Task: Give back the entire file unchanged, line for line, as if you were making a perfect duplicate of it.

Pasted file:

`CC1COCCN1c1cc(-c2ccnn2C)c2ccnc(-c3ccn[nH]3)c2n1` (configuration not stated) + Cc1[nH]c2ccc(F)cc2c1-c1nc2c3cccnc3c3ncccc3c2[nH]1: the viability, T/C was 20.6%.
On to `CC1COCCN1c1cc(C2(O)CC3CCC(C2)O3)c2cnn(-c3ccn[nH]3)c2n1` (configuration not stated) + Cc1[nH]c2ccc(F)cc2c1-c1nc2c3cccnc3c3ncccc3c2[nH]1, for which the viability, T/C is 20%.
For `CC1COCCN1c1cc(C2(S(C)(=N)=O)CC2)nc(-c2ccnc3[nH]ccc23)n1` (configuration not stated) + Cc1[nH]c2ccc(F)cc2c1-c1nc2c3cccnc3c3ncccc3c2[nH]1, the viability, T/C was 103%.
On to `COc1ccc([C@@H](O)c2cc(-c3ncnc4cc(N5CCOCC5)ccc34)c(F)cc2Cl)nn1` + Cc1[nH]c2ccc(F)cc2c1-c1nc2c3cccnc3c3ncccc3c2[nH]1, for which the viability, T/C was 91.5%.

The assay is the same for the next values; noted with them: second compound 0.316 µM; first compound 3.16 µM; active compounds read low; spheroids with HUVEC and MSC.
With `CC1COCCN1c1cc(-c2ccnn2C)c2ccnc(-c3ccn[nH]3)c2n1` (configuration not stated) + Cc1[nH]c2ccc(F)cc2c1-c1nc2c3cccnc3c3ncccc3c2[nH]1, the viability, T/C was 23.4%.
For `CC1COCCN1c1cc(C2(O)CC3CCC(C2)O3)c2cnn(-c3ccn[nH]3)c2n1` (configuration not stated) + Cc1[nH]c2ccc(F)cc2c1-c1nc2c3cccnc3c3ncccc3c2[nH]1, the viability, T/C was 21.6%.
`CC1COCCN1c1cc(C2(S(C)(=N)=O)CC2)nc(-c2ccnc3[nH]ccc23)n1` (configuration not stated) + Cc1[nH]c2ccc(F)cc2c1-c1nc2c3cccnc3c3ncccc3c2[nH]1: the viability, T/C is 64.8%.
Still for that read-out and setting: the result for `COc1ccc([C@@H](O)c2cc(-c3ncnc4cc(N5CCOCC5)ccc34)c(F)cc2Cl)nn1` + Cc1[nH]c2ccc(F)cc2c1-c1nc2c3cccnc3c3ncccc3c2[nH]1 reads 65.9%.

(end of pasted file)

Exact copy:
`CC1COCCN1c1cc(-c2ccnn2C)c2ccnc(-c3ccn[nH]3)c2n1` (configuration not stated) + Cc1[nH]c2ccc(F)cc2c1-c1nc2c3cccnc3c3ncccc3c2[nH]1: the viability, T/C was 20.6%.
On to `CC1COCCN1c1cc(C2(O)CC3CCC(C2)O3)c2cnn(-c3ccn[nH]3)c2n1` (configuration not stated) + Cc1[nH]c2ccc(F)cc2c1-c1nc2c3cccnc3c3ncccc3c2[nH]1, for which the viability, T/C is 20%.
For `CC1COCCN1c1cc(C2(S(C)(=N)=O)CC2)nc(-c2ccnc3[nH]ccc23)n1` (configuration not stated) + Cc1[nH]c2ccc(F)cc2c1-c1nc2c3cccnc3c3ncccc3c2[nH]1, the viability, T/C was 103%.
On to `COc1ccc([C@@H](O)c2cc(-c3ncnc4cc(N5CCOCC5)ccc34)c(F)cc2Cl)nn1` + Cc1[nH]c2ccc(F)cc2c1-c1nc2c3cccnc3c3ncccc3c2[nH]1, for which the viability, T/C was 91.5%.

The assay is the same for the next values; noted with them: second compound 0.316 µM; first compound 3.16 µM; active compounds read low; spheroids with HUVEC and MSC.
With `CC1COCCN1c1cc(-c2ccnn2C)c2ccnc(-c3ccn[nH]3)c2n1` (configuration not stated) + Cc1[nH]c2ccc(F)cc2c1-c1nc2c3cccnc3c3ncccc3c2[nH]1, the viability, T/C was 23.4%.
For `CC1COCCN1c1cc(C2(O)CC3CCC(C2)O3)c2cnn(-c3ccn[nH]3)c2n1` (configuration not stated) + Cc1[nH]c2ccc(F)cc2c1-c1nc2c3cccnc3c3ncccc3c2[nH]1, the viability, T/C was 21.6%.
`CC1COCCN1c1cc(C2(S(C)(=N)=O)CC2)nc(-c2ccnc3[nH]ccc23)n1` (configuration not stated) + Cc1[nH]c2ccc(F)cc2c1-c1nc2c3cccnc3c3ncccc3c2[nH]1: the viability, T/C is 64.8%.
Still for that read-out and setting: the result for `COc1ccc([C@@H](O)c2cc(-c3ncnc4cc(N5CCOCC5)ccc34)c(F)cc2Cl)nn1` + Cc1[nH]c2ccc(F)cc2c1-c1nc2c3cccnc3c3ncccc3c2[nH]1 reads 65.9%.